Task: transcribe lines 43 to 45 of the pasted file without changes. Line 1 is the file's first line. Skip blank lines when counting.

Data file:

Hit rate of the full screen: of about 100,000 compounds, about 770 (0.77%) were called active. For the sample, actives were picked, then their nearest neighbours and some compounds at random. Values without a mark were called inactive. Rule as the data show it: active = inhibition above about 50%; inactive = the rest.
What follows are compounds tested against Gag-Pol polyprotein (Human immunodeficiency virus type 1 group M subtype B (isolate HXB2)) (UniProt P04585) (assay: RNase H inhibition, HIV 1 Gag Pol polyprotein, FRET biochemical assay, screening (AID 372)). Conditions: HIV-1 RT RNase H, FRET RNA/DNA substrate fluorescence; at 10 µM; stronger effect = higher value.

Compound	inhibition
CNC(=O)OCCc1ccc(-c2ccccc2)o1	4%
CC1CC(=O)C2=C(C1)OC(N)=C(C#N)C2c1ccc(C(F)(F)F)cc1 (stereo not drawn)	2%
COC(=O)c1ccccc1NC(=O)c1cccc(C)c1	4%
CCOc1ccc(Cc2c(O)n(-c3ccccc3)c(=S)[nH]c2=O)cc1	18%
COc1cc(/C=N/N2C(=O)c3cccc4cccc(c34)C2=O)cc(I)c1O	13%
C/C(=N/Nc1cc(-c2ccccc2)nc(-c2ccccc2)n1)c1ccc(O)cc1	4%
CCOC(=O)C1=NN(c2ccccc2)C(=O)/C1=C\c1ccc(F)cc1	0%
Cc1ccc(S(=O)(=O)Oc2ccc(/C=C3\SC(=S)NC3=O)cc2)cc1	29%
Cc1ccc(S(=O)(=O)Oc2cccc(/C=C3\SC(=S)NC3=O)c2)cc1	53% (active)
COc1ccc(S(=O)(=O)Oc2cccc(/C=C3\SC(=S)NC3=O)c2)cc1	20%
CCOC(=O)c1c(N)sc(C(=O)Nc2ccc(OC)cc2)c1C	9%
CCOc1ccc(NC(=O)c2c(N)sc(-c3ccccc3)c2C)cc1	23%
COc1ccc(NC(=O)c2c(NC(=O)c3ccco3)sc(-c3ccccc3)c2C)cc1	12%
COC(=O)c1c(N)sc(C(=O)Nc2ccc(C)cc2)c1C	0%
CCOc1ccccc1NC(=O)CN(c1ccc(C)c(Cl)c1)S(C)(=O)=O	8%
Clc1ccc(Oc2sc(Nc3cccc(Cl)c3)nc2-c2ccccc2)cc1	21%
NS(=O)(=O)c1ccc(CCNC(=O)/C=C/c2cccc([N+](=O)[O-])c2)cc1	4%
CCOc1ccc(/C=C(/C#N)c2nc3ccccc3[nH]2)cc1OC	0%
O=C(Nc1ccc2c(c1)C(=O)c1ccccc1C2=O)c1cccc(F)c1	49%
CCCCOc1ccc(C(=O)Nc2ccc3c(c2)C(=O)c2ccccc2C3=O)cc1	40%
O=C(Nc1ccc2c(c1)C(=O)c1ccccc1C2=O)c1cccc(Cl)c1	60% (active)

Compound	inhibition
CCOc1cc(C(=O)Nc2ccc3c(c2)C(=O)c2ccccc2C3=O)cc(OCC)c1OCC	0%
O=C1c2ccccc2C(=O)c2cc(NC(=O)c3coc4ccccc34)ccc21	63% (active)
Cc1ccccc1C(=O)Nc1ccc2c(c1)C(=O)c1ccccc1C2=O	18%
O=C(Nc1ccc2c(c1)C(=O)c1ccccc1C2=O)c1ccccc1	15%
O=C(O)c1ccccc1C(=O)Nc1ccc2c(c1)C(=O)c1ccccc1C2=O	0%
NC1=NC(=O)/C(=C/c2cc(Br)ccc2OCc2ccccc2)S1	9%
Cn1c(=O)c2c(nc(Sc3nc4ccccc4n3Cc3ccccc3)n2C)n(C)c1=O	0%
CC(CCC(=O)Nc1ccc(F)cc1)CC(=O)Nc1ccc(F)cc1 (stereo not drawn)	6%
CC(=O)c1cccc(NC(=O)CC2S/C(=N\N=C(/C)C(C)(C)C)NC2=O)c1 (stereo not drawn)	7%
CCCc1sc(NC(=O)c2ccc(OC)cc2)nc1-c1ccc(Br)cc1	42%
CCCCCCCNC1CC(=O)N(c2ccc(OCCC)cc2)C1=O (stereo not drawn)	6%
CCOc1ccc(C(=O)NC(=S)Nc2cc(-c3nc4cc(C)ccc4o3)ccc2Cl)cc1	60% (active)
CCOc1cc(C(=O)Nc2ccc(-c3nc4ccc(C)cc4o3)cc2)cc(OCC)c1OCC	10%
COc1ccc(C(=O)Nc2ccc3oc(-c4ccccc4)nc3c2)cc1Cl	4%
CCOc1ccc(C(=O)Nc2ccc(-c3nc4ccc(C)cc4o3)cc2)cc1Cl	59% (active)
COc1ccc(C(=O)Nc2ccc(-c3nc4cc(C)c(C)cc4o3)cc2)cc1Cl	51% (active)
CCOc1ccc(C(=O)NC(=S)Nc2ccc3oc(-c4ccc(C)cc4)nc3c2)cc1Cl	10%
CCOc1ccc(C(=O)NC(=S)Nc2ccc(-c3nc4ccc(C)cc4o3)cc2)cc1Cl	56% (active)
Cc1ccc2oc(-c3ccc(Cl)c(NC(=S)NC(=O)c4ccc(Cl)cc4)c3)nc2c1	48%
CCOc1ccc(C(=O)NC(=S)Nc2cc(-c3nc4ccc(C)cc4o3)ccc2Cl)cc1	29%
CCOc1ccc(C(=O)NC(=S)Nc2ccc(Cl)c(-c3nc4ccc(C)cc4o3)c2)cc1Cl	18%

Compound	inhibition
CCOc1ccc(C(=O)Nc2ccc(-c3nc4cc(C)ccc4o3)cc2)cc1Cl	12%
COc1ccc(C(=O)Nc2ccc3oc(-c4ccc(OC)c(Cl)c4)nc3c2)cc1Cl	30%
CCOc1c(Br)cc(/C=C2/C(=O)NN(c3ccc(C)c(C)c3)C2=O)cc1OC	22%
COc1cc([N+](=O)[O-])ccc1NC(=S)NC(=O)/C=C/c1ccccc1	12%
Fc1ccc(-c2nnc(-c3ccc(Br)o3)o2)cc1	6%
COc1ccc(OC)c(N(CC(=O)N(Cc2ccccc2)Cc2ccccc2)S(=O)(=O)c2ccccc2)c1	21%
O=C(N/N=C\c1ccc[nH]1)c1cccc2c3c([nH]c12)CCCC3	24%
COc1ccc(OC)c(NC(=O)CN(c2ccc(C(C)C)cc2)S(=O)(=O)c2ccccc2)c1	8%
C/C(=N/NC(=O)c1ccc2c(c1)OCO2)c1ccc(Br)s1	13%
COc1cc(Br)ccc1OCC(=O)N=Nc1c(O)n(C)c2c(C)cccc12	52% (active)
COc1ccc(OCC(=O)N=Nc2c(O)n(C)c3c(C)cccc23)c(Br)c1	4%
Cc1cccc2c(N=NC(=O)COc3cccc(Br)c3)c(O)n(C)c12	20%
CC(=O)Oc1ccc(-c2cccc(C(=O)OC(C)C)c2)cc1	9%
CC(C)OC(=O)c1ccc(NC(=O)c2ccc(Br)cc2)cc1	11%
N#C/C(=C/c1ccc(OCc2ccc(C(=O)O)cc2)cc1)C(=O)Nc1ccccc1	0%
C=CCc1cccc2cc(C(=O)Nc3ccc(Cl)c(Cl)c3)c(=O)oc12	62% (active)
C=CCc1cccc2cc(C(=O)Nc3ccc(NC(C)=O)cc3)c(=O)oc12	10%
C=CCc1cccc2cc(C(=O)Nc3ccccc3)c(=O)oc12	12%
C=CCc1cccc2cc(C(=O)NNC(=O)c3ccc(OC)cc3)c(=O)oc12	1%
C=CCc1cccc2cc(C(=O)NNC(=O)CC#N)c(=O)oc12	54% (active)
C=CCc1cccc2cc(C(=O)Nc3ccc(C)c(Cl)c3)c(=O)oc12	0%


CCOc1ccc(C(=O)NC(=S)Nc2ccc(-c3nc4ccc(C)cc4o3)cc2)cc1Cl	56% (active)
Cc1ccc2oc(-c3ccc(Cl)c(NC(=S)NC(=O)c4ccc(Cl)cc4)c3)nc2c1	48%
CCOc1ccc(C(=O)NC(=S)Nc2cc(-c3nc4ccc(C)cc4o3)ccc2Cl)cc1	29%